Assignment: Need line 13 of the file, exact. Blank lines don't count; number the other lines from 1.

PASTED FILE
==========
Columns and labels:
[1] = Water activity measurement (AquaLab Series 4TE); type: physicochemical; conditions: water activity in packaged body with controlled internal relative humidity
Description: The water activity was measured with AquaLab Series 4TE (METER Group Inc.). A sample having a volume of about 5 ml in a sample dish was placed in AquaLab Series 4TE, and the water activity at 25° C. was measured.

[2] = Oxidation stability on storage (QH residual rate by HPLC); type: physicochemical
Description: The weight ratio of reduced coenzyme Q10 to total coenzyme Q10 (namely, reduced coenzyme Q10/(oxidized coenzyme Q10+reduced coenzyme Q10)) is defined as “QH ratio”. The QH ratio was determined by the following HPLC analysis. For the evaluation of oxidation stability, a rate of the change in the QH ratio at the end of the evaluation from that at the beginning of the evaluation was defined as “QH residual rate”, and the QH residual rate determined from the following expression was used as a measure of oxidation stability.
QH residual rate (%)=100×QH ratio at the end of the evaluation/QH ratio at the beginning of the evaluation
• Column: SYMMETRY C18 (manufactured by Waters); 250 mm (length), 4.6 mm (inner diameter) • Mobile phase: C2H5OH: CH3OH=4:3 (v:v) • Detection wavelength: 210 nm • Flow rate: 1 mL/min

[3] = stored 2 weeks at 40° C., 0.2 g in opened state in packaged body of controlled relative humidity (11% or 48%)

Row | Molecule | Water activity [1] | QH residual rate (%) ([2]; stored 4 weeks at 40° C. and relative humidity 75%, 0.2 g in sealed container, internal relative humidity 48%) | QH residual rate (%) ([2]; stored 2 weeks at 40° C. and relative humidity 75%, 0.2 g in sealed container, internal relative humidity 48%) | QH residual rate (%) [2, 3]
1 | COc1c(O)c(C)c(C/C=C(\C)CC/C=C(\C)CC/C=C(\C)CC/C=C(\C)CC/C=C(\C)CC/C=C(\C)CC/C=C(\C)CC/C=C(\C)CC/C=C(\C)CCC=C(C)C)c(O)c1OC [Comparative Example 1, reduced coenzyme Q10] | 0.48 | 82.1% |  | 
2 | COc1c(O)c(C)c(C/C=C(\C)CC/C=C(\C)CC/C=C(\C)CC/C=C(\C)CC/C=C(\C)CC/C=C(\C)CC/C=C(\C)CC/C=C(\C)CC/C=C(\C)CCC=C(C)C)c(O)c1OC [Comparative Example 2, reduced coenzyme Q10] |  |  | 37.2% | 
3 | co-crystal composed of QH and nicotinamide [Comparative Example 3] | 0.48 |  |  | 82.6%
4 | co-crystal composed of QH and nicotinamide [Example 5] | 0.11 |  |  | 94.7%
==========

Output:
4 | co-crystal composed of QH and nicotinamide [Example 5] | 0.11 |  |  | 94.7%